It's a crime, but everyone does it


This one is slightly unbelievable.

You may remember Milton Dial from last year’s Minerals Management Service scandals. He pleaded guilty in September to violating federal conflict-of-interest law. And today, he was sentenced by a federal judge, Robert C. Jones.

What was Dial’s punishment?

“I apologize to you, sir,” U.S. District Court Judge Robert C. Jones as he imposed a minimum sentence on Milton Dial, a former deputy associate director in the Lakewood, Colo., office that handled billions of dollars of oil and natural gas contracts.

The judge said he felt Dial, who retired from the agency in 2004 after 33 years and opened a consulting business in Las Vegas six months later, had been “selected out for prosecution” on a conflict charge that “high executives in our government violate all the time.”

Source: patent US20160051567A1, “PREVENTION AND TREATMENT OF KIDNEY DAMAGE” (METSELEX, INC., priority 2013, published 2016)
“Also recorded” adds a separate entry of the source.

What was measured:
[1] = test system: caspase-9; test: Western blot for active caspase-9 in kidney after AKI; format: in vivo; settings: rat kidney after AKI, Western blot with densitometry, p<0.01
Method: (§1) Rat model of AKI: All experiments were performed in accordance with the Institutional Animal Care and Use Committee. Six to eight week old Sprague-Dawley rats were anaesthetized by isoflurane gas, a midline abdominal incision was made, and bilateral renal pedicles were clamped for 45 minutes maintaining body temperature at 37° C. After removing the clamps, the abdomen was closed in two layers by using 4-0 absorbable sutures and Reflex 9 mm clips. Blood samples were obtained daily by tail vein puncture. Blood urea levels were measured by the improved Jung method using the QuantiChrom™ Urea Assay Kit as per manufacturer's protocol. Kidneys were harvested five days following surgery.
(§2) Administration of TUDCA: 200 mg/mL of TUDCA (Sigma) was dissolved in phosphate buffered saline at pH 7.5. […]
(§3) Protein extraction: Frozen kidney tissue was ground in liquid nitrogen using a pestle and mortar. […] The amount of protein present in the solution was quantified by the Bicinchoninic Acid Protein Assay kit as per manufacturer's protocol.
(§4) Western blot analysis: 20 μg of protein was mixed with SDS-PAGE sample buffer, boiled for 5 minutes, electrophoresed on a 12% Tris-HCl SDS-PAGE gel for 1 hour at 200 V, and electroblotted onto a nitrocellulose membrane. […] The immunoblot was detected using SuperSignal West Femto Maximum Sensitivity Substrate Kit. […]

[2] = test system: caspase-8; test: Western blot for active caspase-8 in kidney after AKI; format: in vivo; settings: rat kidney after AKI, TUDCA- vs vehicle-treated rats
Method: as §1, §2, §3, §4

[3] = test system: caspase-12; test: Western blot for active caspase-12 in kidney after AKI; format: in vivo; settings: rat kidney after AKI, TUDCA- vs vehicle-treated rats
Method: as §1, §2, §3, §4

Yes — the judge apologized to Dial, said he was breaking the same laws as countless other “high executives,” and gave him the lightest possible sentence.

A little background: Dial was a former Senior Executive Service member, an MMS employee, and a close friend of Jimmy Mayberry. After he left the agency, he went to work at Federal Business Solutions, a company owned by Mayberry. A third MMS official — Lucy Denett, former director of the Minerals Revenue — allegedly violated federal procurement law by steering more than $1 million in contracts to the company.

Denett was never charged with a crime: The Justice Department declined to prosecute her. But Secretary of the Interior Ken Salazar wants the investigation re-opened.


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